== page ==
There are three special assumptions for the use of analysis of covariance: the covariates must have existed before the treatment, the covariates must not be trivial, and there must be no design solution in an analysis of variance that will deal with the differences in a parsimonious fashion (Glass & Stanley, 1970). Analysis of covariance was selected in this case because of the covariates' preexisting differences. Further, as can be seen in Table 2 and Figure 1, the covariates are significant factors in accounting for the variance. This was also apparent from Allen and Osborn's study (1984). Finally, the use of the various covariates as factors in a full factorial design would have produced too many cells for the sample size and potentially yielded a number of uninterpretable higher order interactions. Since the point of the hypothesis is to assess the efficacy of the educational placement, the analysis of covariance becomes the most parsimonious solution.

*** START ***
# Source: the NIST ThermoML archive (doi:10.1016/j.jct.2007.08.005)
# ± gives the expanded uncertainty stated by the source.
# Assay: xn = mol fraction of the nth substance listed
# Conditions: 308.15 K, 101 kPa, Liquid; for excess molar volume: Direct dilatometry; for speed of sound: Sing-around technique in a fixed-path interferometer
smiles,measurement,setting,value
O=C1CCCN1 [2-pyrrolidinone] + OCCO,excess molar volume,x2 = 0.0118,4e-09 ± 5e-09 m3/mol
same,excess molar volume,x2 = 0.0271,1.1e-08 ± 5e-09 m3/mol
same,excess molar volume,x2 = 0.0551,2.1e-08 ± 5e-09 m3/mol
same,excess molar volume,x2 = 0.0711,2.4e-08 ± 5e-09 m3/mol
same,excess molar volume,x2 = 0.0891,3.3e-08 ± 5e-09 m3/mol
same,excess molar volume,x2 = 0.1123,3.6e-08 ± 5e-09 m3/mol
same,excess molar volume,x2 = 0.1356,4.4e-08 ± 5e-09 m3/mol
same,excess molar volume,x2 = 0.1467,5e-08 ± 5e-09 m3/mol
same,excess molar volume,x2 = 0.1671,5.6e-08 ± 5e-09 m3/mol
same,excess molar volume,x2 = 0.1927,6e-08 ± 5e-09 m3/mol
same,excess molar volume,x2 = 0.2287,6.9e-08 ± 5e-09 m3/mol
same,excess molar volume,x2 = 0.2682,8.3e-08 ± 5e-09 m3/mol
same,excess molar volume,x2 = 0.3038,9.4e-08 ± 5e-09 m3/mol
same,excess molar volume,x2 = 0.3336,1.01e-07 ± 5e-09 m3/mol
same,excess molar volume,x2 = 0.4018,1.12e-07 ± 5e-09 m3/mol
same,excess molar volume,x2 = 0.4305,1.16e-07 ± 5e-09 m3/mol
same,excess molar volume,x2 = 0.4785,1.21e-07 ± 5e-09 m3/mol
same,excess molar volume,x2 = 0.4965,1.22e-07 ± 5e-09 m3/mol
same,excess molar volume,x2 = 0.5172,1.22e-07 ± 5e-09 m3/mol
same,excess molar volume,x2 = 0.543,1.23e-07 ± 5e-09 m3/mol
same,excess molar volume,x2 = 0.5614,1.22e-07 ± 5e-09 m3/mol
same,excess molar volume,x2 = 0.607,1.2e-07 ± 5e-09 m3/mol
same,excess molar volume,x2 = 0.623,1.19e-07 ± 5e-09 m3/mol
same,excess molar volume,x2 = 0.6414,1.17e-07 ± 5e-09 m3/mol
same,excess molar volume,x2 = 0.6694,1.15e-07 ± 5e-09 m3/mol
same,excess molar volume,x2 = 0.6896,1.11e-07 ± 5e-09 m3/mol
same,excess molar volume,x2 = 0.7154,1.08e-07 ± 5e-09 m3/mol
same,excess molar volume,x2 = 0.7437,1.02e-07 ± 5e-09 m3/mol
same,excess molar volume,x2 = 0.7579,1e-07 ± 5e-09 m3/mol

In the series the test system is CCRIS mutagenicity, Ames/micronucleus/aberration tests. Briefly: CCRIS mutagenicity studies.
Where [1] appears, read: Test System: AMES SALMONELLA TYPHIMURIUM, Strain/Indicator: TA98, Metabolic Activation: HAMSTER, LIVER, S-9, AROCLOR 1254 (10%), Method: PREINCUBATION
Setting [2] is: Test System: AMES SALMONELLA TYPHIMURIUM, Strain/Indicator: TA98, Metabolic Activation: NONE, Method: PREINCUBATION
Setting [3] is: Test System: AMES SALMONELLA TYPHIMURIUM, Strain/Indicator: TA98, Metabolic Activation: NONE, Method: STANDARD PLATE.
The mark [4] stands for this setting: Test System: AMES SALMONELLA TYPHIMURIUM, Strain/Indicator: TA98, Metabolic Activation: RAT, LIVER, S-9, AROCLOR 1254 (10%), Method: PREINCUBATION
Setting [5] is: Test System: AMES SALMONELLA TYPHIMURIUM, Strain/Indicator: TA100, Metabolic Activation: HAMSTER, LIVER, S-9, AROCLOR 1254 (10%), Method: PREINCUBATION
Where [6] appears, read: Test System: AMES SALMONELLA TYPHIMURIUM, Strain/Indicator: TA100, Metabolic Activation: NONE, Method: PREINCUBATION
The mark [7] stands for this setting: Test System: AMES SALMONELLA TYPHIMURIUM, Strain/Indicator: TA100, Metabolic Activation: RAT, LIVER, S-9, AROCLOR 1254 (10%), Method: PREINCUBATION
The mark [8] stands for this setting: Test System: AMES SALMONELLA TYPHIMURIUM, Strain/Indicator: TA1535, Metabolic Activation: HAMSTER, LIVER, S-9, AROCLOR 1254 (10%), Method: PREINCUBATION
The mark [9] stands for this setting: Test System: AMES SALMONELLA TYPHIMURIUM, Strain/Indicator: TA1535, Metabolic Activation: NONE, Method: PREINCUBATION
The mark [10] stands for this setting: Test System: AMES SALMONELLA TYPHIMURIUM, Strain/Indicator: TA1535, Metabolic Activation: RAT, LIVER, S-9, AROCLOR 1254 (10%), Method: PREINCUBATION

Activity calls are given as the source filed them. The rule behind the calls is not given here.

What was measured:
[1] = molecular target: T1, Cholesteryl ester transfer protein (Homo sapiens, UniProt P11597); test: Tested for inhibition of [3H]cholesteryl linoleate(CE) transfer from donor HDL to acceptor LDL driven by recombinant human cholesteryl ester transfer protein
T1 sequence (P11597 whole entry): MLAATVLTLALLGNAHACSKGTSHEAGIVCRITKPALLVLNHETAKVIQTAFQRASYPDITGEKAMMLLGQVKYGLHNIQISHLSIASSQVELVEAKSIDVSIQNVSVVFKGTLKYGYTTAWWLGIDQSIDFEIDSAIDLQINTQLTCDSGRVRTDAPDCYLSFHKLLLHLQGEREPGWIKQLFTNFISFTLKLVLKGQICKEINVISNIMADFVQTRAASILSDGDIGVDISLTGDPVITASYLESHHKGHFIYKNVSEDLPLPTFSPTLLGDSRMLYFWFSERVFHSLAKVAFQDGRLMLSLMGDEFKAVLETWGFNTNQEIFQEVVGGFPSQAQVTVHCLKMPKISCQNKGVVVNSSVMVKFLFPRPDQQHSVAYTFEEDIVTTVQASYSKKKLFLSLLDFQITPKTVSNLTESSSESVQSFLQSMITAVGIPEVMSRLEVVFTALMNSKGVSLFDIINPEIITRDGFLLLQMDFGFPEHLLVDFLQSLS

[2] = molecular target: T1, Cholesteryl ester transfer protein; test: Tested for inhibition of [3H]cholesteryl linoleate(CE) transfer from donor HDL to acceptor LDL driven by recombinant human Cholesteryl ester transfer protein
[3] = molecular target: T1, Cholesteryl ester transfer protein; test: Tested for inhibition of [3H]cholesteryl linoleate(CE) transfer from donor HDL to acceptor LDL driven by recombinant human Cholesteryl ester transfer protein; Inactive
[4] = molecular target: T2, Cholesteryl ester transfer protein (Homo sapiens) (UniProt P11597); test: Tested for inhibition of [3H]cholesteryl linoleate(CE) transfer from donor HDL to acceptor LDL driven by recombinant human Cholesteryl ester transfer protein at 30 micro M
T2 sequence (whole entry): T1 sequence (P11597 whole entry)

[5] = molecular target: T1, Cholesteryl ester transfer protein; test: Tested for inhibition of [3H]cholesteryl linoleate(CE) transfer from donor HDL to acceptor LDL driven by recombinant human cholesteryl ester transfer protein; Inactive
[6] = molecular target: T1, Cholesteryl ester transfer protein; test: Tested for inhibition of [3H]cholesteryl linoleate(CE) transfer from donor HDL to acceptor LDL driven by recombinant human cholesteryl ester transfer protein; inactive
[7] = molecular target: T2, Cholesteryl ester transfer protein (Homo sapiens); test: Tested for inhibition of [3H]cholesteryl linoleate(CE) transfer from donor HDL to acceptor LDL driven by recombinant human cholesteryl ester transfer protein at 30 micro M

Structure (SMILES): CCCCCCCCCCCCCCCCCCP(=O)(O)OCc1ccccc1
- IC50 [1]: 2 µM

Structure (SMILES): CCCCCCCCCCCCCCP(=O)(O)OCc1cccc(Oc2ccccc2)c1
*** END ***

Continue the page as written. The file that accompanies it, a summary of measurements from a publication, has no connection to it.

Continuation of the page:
Figure 2 shows that there are considerable between-group differences for the observed or unadjusted group means for the posttest achievement measures. After adjusting for the demographic differences between the two groups, however, these apparent achievement differences disappear. Table 2 corroborates this observation in that for both the computation and concepts posttest scores, there are no statistically significant main effects. On the other hand, the covariates are statistically significant, with previous ability being the largest single factor.